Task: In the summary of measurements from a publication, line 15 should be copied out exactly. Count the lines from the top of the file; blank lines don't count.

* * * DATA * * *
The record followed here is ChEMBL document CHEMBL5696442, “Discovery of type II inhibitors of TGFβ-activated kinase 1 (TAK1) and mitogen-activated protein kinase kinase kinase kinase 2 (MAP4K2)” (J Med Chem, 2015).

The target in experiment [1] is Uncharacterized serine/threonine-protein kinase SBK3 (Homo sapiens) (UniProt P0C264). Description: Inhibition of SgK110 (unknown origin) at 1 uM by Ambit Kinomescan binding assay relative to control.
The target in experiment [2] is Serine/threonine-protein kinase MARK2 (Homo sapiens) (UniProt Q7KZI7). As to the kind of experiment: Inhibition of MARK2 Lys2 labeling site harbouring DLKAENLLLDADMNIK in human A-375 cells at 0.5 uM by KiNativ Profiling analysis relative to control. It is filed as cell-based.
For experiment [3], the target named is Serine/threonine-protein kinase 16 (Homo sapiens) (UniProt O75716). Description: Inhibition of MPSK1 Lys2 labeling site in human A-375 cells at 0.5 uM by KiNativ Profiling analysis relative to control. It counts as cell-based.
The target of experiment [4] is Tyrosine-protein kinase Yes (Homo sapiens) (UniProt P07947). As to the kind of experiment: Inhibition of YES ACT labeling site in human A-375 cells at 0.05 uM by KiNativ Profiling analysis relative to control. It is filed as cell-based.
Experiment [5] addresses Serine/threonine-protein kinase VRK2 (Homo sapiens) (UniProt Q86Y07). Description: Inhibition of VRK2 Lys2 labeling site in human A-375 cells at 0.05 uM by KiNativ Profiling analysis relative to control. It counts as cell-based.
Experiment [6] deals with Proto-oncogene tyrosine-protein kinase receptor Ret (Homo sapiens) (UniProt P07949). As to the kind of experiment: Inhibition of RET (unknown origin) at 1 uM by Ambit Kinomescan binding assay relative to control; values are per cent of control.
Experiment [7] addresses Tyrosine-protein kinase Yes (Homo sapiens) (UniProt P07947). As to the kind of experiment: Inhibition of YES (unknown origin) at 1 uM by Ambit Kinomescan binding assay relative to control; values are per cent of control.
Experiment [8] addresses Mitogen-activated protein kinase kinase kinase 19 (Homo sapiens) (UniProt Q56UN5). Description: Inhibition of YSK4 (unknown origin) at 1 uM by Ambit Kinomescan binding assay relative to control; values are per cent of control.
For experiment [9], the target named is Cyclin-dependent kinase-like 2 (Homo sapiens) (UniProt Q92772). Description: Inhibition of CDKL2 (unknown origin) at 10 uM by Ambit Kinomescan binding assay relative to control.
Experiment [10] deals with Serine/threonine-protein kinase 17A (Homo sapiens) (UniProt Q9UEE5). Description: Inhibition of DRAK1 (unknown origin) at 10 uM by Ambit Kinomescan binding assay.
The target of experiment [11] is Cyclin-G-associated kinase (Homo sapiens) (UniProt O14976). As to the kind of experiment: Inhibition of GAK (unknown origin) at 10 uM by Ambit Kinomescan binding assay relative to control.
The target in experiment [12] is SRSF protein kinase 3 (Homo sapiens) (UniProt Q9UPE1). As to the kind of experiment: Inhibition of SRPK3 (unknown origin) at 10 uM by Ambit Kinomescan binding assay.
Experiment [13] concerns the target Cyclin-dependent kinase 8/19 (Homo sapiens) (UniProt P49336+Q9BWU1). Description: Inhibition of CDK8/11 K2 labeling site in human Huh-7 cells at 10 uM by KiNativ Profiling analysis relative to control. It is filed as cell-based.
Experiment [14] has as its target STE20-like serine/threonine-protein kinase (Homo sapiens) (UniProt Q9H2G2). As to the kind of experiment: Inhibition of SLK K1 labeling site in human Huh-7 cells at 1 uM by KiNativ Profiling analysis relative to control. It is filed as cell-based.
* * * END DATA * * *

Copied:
Experiment [14] has as its target STE20-like serine/threonine-protein kinase (Homo sapiens) (UniProt Q9H2G2). As to the kind of experiment: Inhibition of SLK K1 labeling site in human Huh-7 cells at 1 uM by KiNativ Profiling analysis relative to control. It is filed as cell-based.